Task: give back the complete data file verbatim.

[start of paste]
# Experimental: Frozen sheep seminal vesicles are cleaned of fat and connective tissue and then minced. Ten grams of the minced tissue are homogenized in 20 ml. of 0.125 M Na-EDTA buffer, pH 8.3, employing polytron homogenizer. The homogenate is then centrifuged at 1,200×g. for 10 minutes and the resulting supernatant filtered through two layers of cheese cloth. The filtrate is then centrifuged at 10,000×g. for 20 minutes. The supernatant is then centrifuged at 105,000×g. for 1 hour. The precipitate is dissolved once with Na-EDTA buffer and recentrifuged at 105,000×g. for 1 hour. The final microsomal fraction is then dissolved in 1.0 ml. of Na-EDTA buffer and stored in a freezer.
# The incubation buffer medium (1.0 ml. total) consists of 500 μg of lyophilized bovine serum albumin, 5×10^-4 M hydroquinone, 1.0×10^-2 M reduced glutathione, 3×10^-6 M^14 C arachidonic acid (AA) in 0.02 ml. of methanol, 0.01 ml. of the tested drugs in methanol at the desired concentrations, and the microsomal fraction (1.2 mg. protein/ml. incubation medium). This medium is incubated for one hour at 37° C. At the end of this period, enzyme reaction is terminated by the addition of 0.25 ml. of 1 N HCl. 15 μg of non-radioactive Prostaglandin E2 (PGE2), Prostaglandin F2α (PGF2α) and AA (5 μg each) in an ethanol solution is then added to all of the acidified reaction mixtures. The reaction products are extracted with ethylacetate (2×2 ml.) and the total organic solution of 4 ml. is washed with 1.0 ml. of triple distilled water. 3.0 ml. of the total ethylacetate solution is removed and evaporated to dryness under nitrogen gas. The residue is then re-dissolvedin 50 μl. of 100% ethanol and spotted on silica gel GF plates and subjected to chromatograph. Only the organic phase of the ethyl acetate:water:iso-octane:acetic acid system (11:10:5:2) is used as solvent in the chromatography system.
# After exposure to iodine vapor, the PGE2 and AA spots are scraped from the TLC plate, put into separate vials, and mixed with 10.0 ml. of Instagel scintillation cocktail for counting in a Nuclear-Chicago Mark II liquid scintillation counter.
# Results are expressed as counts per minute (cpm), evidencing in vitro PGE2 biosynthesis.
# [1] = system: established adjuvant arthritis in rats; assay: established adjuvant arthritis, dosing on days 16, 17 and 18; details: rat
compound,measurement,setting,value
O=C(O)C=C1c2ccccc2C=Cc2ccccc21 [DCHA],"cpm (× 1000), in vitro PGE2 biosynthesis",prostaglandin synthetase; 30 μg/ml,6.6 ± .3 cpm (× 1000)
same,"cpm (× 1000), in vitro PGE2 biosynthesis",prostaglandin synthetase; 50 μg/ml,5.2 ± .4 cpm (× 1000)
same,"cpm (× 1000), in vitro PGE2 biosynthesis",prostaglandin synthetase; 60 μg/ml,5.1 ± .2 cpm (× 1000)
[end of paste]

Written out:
# Experimental: Frozen sheep seminal vesicles are cleaned of fat and connective tissue and then minced. Ten grams of the minced tissue are homogenized in 20 ml. of 0.125 M Na-EDTA buffer, pH 8.3, employing polytron homogenizer. The homogenate is then centrifuged at 1,200×g. for 10 minutes and the resulting supernatant filtered through two layers of cheese cloth. The filtrate is then centrifuged at 10,000×g. for 20 minutes. The supernatant is then centrifuged at 105,000×g. for 1 hour. The precipitate is dissolved once with Na-EDTA buffer and recentrifuged at 105,000×g. for 1 hour. The final microsomal fraction is then dissolved in 1.0 ml. of Na-EDTA buffer and stored in a freezer.
# The incubation buffer medium (1.0 ml. total) consists of 500 μg of lyophilized bovine serum albumin, 5×10^-4 M hydroquinone, 1.0×10^-2 M reduced glutathione, 3×10^-6 M^14 C arachidonic acid (AA) in 0.02 ml. of methanol, 0.01 ml. of the tested drugs in methanol at the desired concentrations, and the microsomal fraction (1.2 mg. protein/ml. incubation medium). This medium is incubated for one hour at 37° C. At the end of this period, enzyme reaction is terminated by the addition of 0.25 ml. of 1 N HCl. 15 μg of non-radioactive Prostaglandin E2 (PGE2), Prostaglandin F2α (PGF2α) and AA (5 μg each) in an ethanol solution is then added to all of the acidified reaction mixtures. The reaction products are extracted with ethylacetate (2×2 ml.) and the total organic solution of 4 ml. is washed with 1.0 ml. of triple distilled water. 3.0 ml. of the total ethylacetate solution is removed and evaporated to dryness under nitrogen gas. The residue is then re-dissolvedin 50 μl. of 100% ethanol and spotted on silica gel GF plates and subjected to chromatograph. Only the organic phase of the ethyl acetate:water:iso-octane:acetic acid system (11:10:5:2) is used as solvent in the chromatography system.
# After exposure to iodine vapor, the PGE2 and AA spots are scraped from the TLC plate, put into separate vials, and mixed with 10.0 ml. of Instagel scintillation cocktail for counting in a Nuclear-Chicago Mark II liquid scintillation counter.
# Results are expressed as counts per minute (cpm), evidencing in vitro PGE2 biosynthesis.
# [1] = system: established adjuvant arthritis in rats; assay: established adjuvant arthritis, dosing on days 16, 17 and 18; details: rat
compound,measurement,setting,value
O=C(O)C=C1c2ccccc2C=Cc2ccccc21 [DCHA],"cpm (× 1000), in vitro PGE2 biosynthesis",prostaglandin synthetase; 30 μg/ml,6.6 ± .3 cpm (× 1000)
same,"cpm (× 1000), in vitro PGE2 biosynthesis",prostaglandin synthetase; 50 μg/ml,5.2 ± .4 cpm (× 1000)
same,"cpm (× 1000), in vitro PGE2 biosynthesis",prostaglandin synthetase; 60 μg/ml,5.1 ± .2 cpm (× 1000)